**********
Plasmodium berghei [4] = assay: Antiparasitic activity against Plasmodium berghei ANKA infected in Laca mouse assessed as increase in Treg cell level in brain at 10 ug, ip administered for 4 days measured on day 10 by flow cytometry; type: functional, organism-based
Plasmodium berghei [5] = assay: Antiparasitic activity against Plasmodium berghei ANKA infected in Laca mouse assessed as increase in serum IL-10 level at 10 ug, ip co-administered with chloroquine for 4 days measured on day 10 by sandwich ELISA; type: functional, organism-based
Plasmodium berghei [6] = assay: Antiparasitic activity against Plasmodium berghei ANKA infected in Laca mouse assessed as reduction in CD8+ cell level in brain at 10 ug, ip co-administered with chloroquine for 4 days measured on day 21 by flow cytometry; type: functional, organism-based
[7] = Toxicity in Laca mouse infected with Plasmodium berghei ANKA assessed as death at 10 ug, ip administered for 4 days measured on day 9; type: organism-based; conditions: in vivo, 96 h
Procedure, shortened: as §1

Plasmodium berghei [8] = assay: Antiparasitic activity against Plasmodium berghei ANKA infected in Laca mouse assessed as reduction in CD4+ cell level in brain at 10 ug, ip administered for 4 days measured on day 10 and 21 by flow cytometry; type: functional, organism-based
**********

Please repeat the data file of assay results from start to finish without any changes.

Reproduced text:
Plasmodium berghei [4] = assay: Antiparasitic activity against Plasmodium berghei ANKA infected in Laca mouse assessed as increase in Treg cell level in brain at 10 ug, ip administered for 4 days measured on day 10 by flow cytometry; type: functional, organism-based
Plasmodium berghei [5] = assay: Antiparasitic activity against Plasmodium berghei ANKA infected in Laca mouse assessed as increase in serum IL-10 level at 10 ug, ip co-administered with chloroquine for 4 days measured on day 10 by sandwich ELISA; type: functional, organism-based
Plasmodium berghei [6] = assay: Antiparasitic activity against Plasmodium berghei ANKA infected in Laca mouse assessed as reduction in CD8+ cell level in brain at 10 ug, ip co-administered with chloroquine for 4 days measured on day 21 by flow cytometry; type: functional, organism-based
[7] = Toxicity in Laca mouse infected with Plasmodium berghei ANKA assessed as death at 10 ug, ip administered for 4 days measured on day 9; type: organism-based; conditions: in vivo, 96 h
Procedure, shortened: as §1

Plasmodium berghei [8] = assay: Antiparasitic activity against Plasmodium berghei ANKA infected in Laca mouse assessed as reduction in CD4+ cell level in brain at 10 ug, ip administered for 4 days measured on day 10 and 21 by flow cytometry; type: functional, organism-based